Compared to labor, selling parts in the automotive industry is straightforward because it’s logical. During repairs, we often find a vehicle that needs a part replaced, we order the part from one of our vendors, we enter what we paid for it into our parts matrix, the system tells us what to sell it for, and voila — logic! When we find out through repair audits that a part slipped through the cracks, we chase down how the mistake happened. When we must get a part warrantied to satisfy our customer, we have an in-house procedure to follow up with our parts vendor. But what process do we have to ensure that labor works just as logically?
Labor Can Only Be Tracked
There’s a sense of follow-up pertaining to parts because they’re tangible items, meaning we can hold them in our hands. Here are two examples: If we order a case of filters, were billed for them in whole, and then we’re delivered half a case, the natural reaction is to call the vendor and ask where the other 6 are. If our inventory is spot-on, and we should have 12 of a filter on the shelf, and now we have 6, we pursue the reasoning for the shortage. Labor, on the other hand, cannot be held; it can only be tracked, documented, and sold. Or maybe there is a way to make it a physical item.
Our industry is so valuable that every 6 minutes on a clock has a charge to it (labor is sold in tenths of an hour), which shows how important tracking is. This leads to us having to know what our goals are pertaining to labor — for each day, each week, and each technician. A good starting point is to multiply the number of technicians you have times their scheduled hours. For example, the number of service technicians in a shop comes to 3 regardless of their experience level. They’re all full-time. There’s no vacation or holidays coming up, so you’ll have 120 hours of possible billed hours to use. Find a place to track this — a clipboard, dry erase board, anywhere it’s accessible to everyone. We want the ability to access the progress as the week goes on. Using this goal of 120 hours needing to be sold by the end of our 5-day work week on Friday, we must sell 24 hours per day.
Use a Countdown Method
Every time a job is sold, add up all billable hours on a RO and subtract from your weekly goal. Don’t do this task yourself unless you’re the salesperson. If you have an advisor, do it, it will give them a sense of responsibility and pride in chipping away at the weekly hour goal. If you haven’t sold 60 hours by lunchtime on Wednesday, you’re projecting to be behind. Keep in mind this is hours sold, not hours completed. Those we’ll track later. To ensure you’re selling enough hours for a job, a good rule of thumb is no job gets sold without the advisor speaking to the technician on span style=”text-transform: uppercase;”>every car. No, DVI notes don’t replace the conversation. This will clarify all prospective parts are covered, but more importantly, enough billed hours are on the work order for that specific job. High mileage, older, rusty vehicles take longer than “book time.” If your tech projects more time is needed than what is called for, adjust accordingly. Make sure your labor matrix is doing its job too. Don’t forget associated sales — fluid changes that go with a job that also has a billed hours value.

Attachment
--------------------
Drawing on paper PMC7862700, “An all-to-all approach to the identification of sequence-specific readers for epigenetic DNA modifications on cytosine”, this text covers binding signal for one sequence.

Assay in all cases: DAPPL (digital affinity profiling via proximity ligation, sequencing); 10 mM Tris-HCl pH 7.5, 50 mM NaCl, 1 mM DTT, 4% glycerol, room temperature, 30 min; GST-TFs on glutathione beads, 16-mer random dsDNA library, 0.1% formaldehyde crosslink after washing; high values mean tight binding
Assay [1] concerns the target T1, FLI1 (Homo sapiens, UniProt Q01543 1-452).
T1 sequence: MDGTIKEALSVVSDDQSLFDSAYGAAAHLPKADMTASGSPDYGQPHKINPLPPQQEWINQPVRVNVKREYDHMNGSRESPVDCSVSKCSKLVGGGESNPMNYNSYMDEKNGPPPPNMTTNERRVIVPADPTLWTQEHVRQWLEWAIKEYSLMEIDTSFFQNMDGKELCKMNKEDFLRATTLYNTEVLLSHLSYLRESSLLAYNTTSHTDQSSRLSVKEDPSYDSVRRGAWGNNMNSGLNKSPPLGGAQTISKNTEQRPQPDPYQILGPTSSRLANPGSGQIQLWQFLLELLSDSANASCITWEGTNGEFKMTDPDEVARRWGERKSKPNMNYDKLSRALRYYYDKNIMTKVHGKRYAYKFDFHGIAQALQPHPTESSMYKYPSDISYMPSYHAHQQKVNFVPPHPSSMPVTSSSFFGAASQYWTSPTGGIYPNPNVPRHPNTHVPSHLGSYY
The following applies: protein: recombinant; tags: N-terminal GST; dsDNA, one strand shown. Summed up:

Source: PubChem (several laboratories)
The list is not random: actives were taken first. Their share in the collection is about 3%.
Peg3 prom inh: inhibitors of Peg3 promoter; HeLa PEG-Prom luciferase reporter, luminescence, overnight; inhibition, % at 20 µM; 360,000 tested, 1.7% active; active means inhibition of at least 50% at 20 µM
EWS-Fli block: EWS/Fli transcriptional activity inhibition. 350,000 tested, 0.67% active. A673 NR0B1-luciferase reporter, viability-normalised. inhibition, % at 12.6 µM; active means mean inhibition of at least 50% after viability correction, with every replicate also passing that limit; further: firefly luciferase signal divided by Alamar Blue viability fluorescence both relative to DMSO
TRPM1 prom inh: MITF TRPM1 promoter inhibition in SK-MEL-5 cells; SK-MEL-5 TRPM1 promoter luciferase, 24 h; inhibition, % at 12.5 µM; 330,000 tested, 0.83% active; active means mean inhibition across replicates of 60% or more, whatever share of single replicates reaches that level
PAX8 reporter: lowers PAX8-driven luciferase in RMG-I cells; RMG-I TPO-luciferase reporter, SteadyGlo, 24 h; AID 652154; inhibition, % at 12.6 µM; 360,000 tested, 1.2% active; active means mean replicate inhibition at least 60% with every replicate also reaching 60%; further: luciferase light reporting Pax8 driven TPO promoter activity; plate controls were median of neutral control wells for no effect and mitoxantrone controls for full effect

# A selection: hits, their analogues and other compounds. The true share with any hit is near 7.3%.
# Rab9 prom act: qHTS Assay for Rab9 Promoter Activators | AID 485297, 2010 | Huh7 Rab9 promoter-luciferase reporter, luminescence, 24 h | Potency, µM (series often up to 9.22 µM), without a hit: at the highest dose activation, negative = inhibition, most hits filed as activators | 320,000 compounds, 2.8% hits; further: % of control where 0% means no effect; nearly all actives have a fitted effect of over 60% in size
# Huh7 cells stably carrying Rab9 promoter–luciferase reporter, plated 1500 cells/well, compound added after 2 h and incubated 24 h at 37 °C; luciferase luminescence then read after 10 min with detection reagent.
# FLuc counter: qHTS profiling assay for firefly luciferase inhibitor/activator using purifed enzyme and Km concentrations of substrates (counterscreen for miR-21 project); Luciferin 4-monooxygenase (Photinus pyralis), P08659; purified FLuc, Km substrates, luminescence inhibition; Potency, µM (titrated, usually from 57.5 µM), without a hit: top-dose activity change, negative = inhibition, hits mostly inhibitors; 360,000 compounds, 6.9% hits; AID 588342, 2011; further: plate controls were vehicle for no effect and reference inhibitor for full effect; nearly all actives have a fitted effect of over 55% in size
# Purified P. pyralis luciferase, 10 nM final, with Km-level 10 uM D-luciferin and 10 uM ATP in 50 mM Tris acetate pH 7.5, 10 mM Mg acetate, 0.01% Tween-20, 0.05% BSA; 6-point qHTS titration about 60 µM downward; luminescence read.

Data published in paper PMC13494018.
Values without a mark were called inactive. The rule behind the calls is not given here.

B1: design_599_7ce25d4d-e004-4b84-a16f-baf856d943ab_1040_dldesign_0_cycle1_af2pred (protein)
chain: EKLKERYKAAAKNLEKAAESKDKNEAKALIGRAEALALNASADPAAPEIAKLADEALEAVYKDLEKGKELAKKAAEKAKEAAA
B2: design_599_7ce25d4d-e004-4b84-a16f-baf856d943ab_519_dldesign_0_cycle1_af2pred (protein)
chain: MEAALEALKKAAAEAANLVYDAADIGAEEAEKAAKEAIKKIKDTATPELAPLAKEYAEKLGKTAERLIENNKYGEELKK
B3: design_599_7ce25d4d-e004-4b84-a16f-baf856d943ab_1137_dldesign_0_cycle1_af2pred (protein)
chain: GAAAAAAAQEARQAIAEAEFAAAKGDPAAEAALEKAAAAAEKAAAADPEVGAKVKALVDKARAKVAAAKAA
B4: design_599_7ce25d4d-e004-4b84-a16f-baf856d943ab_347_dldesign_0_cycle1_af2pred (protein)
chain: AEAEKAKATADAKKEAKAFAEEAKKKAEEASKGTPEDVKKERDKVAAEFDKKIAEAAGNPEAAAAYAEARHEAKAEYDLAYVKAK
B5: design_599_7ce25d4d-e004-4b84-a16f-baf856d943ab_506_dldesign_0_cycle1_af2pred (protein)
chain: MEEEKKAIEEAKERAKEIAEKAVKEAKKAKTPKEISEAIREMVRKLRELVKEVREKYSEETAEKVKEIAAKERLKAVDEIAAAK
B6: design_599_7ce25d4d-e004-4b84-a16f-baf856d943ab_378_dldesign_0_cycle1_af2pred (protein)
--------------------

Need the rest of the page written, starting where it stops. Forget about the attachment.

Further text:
The Benefits of a Labor-Tracking Board
Advisors constantly going to a labor-tracking board will create internal competition and better tracking of labor sold as-you-go vs a report on Friday night telling you in black and white what can’t be affected any longer. Using the earlier shop dynamic, it’s understood by everyone that you have 24 units of labor to sell per day, like you may have 24 filters on a shelf to sell. The difference is if you sold 0 filters, 24 will be there tomorrow. If you sold 0 labor, you can’t turn back the clock. This applies to any number you sell below what clock time was available to the shop. That would equate to less than 100% productivity.
Train Your Entry-Level Techs
Lastly, our entry-level techs won’t accumulate billed hours like tenured and experienced technicians, but we could try. Training them on easy tasks like belt, battery, and bulb replacements can add up here and there and give them more self-worth. It is very likely that the low-end technicians won’t hit 100% productivity, so it’s understood the work that our tenured techs produce must outrun their counterparts. Again, clear conversations about enough time billed relating to work sold are imperative.
Non-ATI Members: Want to learn more about tracking labor and other strategies to improve your business? Start with a shop owner event at www.atievent.com. We offer virtual and in-person events, fee-based and free, for both auto repair and collision repair shop owners. Find one near you today!